In a recent game against the Detroit Tigers, Washington Nats' Bryce Harper was ejected. Did he have it coming? Probably.
He'd been mouthing off to the home plate umpire, both while at bat and later from the dugout. Bryce was not happy with some of the ball and strike calls on himself or his teammates. Neither was the umpire happy with the constant verbal barrage he was getting. Something had to give.
Though MLB umpires have long exhibited the self-control and composure of, say, your average rabid wolverine, they always get the final say. Ranting and raving players and managers can be ejected. Equally ranting and raving umpires cannot. One would think that somewhere along the line in umpire school, these guys would have to take a class in maintaining professional decorum. Always being gentlemen, as it were. Evidently not, or they all failed miserably.
Still, what is a player obligated to do after he's been ejected? Leave the field, of course, and even the dugout. He's not supposed to be seen or heard from for the rest of the game.
But there's the rub. Once the game is officially over, is he STILL banned to the clubhouse in the bowels of the stadium? Or can he come back into the dugout -- even on the field -- to briefly pal around with his teammates before they all head to the showers? Yours truly knoweth not.
And that's exactly what happened. After one of Harper's teammates hit a walk-off home run to beat the Tigers, he not only came back on the field to celebrate, but also had a few choice words for the above-mentioned umpire. As in F-You. Bryce was still hot, and it was quite unprofessional. But did he cross another line?
Apparently so. He was fined a so-far undisclosed amount of money and suspended by the league for a game. Naturally, he's appealing it which means he can continue playing until the matter has been fully arbitrated and resolved. That could take a while.
Did Bryce Harper deserve to be ejected in the first place? Sure. He was warned to knock off the "chirping" but persisted anyway. What was comical was Harper's initial reaction after he got the hook. He could be seen saying, "Who, me? What did I do?" Like a little kid getting caught with his hand in the cookie jar but denying any responsibility for the missing chocolate chip goodies. Unless he's a psychopath or total idiot, Harper knew damn good and well why he got busted. To feign otherwise made him look like a spoiled brat that's used to getting his way.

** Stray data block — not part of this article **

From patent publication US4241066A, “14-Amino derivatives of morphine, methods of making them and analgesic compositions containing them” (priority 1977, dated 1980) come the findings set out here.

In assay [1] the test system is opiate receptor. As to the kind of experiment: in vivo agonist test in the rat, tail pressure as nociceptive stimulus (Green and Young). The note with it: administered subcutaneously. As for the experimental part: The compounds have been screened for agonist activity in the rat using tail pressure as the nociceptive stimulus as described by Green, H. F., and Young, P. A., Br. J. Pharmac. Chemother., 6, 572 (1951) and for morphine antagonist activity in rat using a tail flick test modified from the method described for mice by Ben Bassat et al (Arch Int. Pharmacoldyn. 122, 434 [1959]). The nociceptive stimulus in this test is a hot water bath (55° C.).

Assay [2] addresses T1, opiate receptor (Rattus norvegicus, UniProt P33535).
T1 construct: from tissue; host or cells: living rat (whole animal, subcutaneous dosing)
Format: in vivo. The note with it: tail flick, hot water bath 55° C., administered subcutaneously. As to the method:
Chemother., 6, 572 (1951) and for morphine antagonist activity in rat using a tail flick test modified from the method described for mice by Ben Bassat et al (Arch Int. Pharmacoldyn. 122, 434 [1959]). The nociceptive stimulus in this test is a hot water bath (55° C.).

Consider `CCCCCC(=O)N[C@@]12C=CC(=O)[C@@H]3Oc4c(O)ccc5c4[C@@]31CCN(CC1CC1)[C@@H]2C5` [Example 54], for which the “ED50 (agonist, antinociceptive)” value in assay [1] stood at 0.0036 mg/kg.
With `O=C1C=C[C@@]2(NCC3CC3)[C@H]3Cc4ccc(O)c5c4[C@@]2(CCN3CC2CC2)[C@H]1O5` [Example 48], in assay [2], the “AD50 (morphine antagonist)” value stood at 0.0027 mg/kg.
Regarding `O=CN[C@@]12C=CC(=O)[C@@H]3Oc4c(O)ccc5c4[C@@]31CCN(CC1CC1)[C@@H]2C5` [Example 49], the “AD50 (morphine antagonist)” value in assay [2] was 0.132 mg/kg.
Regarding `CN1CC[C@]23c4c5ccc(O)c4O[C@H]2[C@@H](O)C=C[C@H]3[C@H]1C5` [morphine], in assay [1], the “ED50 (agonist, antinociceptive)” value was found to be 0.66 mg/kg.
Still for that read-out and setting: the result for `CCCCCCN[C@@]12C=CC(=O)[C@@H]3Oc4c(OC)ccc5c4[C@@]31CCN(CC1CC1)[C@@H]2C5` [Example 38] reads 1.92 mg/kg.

Still, the game WAS over. And an expletive here or there from an athlete/coach/manager is hardly anything new. It happens all the time during games. After a game should be no big deal either.
It will be interesting to see how the league and player's union eventually sort this out. When a player is "grounded", how long is it in effect before he can come out of his room? And what exactly constitutes the "room" anyway? Is it out of sight, out of mind, which could be two steps away from the dugout in the tunnel -- or is he supposedly banished to the clubhouse for the rest of the entire day/night? Is there even a rule on the books that covers this? Unknown.
Yet it's difficult to sympathize with any of the entities involved.
1) A loud-mouthed player that didn't know, or have sense enough to shut up.
2) A typical short-fused umpire that kicked a guy out of a game because he was ragging on him from the dugout.
3) Another professional sports league that seems to go out of its way dropping the hammer on an employee in the name of "law and order", over a trivial manner to begin with. (Flexing its muscle to maintain authority -- even in grey areas).
We'll see. Maybe.
Or perhaps a quiet settlement will be reached and it will all be brushed under the rug like it never happened.
Be it Harper, the ump, or the league -- would they really want to go to war over this up to and including litigation that could drag on for years?
Let's hope not. The only people that would benefit would be lawyers and talking sports heads.
Lord knows, we have both of them coming out of our ears already.......